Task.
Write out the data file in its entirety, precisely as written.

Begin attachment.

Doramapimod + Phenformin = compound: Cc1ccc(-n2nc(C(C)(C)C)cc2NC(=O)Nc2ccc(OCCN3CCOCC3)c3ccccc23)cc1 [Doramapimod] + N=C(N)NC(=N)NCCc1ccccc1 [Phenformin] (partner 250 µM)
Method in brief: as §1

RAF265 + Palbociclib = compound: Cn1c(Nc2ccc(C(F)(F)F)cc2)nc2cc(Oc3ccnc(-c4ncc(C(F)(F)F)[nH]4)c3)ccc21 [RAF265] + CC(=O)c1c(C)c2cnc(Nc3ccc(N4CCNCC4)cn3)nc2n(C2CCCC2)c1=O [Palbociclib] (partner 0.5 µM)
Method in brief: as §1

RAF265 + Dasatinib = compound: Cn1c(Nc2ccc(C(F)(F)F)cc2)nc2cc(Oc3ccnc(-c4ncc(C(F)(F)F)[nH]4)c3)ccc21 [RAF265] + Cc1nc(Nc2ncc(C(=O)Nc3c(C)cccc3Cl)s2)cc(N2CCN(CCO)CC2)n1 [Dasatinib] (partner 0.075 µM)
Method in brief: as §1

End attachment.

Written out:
Doramapimod + Phenformin = compound: Cc1ccc(-n2nc(C(C)(C)C)cc2NC(=O)Nc2ccc(OCCN3CCOCC3)c3ccccc23)cc1 [Doramapimod] + N=C(N)NC(=N)NCCc1ccccc1 [Phenformin] (partner 250 µM)
Method in brief: as §1

RAF265 + Palbociclib = compound: Cn1c(Nc2ccc(C(F)(F)F)cc2)nc2cc(Oc3ccnc(-c4ncc(C(F)(F)F)[nH]4)c3)ccc21 [RAF265] + CC(=O)c1c(C)c2cnc(Nc3ccc(N4CCNCC4)cn3)nc2n(C2CCCC2)c1=O [Palbociclib] (partner 0.5 µM)
Method in brief: as §1

RAF265 + Dasatinib = compound: Cn1c(Nc2ccc(C(F)(F)F)cc2)nc2cc(Oc3ccnc(-c4ncc(C(F)(F)F)[nH]4)c3)ccc21 [RAF265] + Cc1nc(Nc2ncc(C(=O)Nc3c(C)cccc3Cl)s2)cc(N2CCN(CCO)CC2)n1 [Dasatinib] (partner 0.075 µM)
Method in brief: as §1